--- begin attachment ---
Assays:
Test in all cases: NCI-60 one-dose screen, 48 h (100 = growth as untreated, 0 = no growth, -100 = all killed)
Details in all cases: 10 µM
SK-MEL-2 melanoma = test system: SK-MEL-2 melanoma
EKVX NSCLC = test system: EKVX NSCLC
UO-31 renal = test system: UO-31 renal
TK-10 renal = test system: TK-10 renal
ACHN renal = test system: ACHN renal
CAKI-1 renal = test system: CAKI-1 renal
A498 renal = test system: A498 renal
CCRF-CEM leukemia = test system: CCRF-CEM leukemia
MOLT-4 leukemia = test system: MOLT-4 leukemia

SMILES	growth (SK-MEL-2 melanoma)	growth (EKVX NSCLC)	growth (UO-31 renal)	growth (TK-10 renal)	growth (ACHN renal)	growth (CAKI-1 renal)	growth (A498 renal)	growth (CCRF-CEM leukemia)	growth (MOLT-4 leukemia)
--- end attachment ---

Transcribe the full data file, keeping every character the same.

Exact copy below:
Assays:
Test in all cases: NCI-60 one-dose screen, 48 h (100 = growth as untreated, 0 = no growth, -100 = all killed)
Details in all cases: 10 µM
SK-MEL-2 melanoma = test system: SK-MEL-2 melanoma
EKVX NSCLC = test system: EKVX NSCLC
UO-31 renal = test system: UO-31 renal
TK-10 renal = test system: TK-10 renal
ACHN renal = test system: ACHN renal
CAKI-1 renal = test system: CAKI-1 renal
A498 renal = test system: A498 renal
CCRF-CEM leukemia = test system: CCRF-CEM leukemia
MOLT-4 leukemia = test system: MOLT-4 leukemia

SMILES	growth (SK-MEL-2 melanoma)	growth (EKVX NSCLC)	growth (UO-31 renal)	growth (TK-10 renal)	growth (ACHN renal)	growth (CAKI-1 renal)	growth (A498 renal)	growth (CCRF-CEM leukemia)	growth (MOLT-4 leukemia)